Thursday, June 21, 2012

Here We Go...

Well we all knew it was just a matter of time.  Two lesbians in the US are suing a Catholic institution for discrimination because the institution will not recognise their "marriage".   

One of the women is employed by Catholic St Joseph's Medical Centre in Yonkers in New York and she wants her same sex lover to be covered in her medical insurance as her spouse.  The Centre has a policy of not covering same sex partners in their insurance policies, so these ladies are suing the Centre and its insurance company.  Both women will not allow themselves be identified, so they are suing under the names "Jane Roe" and "Jane Doe". 

We all knew that the assurances given to protect religious freedom and beliefs were not worth the paper they were written on.  We will see how this case goes - it will probably go all the way to the US Supreme Court and its ruling will be important in the battle between religious freedom and the homosexual agenda.

We in Europe will need to keep an eye on this - it will be coming to us very soon as various state legislatures are considering changing civil partnerships into marriage.   According to EU law if a state allows gay marriage, then there can be no discrimination, so the Church may find herself in a situation where she will be compelled by law to conduct marriage ceremonies for same sex couples.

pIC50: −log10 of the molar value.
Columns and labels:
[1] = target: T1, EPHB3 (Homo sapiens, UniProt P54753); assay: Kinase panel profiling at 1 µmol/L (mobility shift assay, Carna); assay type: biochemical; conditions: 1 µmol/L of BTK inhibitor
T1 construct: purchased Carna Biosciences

So it could be the case that if we priests are not doing time for refusing to break the Seal of Confession, we could be behind bars for refusing to marry homosexual couples.  Marantha!  Come, Lord Jesus! 


  1. The important thing is to firmly resist from the start. That calls their bluff. I can't see them jailing priests, but it could come to that. The important thing is not to cooperate, in even small ways.

  2. In Ireland, were the civil law of marriage amended to include two persons of the same sex (not a major step up from the current institution of "civil partnership", recently created, and clearly in my view, unconstitutional) the law could not compel the Catholic Church to carry out a rite of civil marriage for any two persons, including two persons of the same sex, as the Church does not carry out civil marriages, rather the State, by it's laws, recognises marriages carried out according to the rite of the Catholic faith (inter alia).